As a freelance ebook developer in my spare time, I am often interested in the ebook news floating around the Internet from time to time. From exciting announcements about new technologies to the most mundane update on code validation, I am totally into the technological side of publishing.
One news item floating around this week that caught my eye was The Atlantic’s take on some changes to Amazon’s payment structure. Amazon is often in the news for duking it out with publishers, but this particular change does not affect the multinationals or even indie presses like PQL. This change affects Kindle Direct Publishing (KDP) authors—the self-published authors who often rally behind the Amazon Gods as the great equalizer of publishing. The announcement states that as of July 1, authors whose works fall under Kindle’s subscription-style programs Kindle Unlimited and Kindle Owners’ Lending Library will be paid not by copies sold but by pages read.
My initial reaction to this was instantaneous: “Ew.” But at first I couldn’t put my finger on why I found the idea so distasteful.
I can’t fault Amazon for looking out for their own interests. They’re a business. It’s what they do. They would not consider the new model unless they thought it would in some way help their bottom line, to whit—keeping their most popular commercial authors from jumping ship and signing a traditional publishing deal.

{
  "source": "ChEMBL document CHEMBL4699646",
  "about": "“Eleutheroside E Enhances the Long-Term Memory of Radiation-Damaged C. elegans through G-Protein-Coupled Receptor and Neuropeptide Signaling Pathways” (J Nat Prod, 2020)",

But what does it mean for us as readers? It is not difficult to see how the new pay structure will reward certain genres of publishing at the expense of others. You can bet that a 300-page thriller or romance can be consumed over a rainy afternoon, but what about poetry or literary fiction? They are certainly more likely to be put down, considered, perhaps forgotten. Does that make them less worthy? Or just less consumable?
And I suppose that is the crux of my issue. The new Kindle payment model really validates the short-attention spans for which our culture is infamous. It rewards those books that offer instant-gratification, non-stop action and page-turning suspense. Whether they are of literary merit is completely beside the point.
Will this announcement revolutionize publishing? Probably not. It might tick off a few KDP authors who see a dip in their revenues, but for the most part, literary production will continue as always. But this change, though probably of little note to the many readers, does offer an opportunity for us to take a good look in the mirror when it comes to our reading habits. We might not like what we see.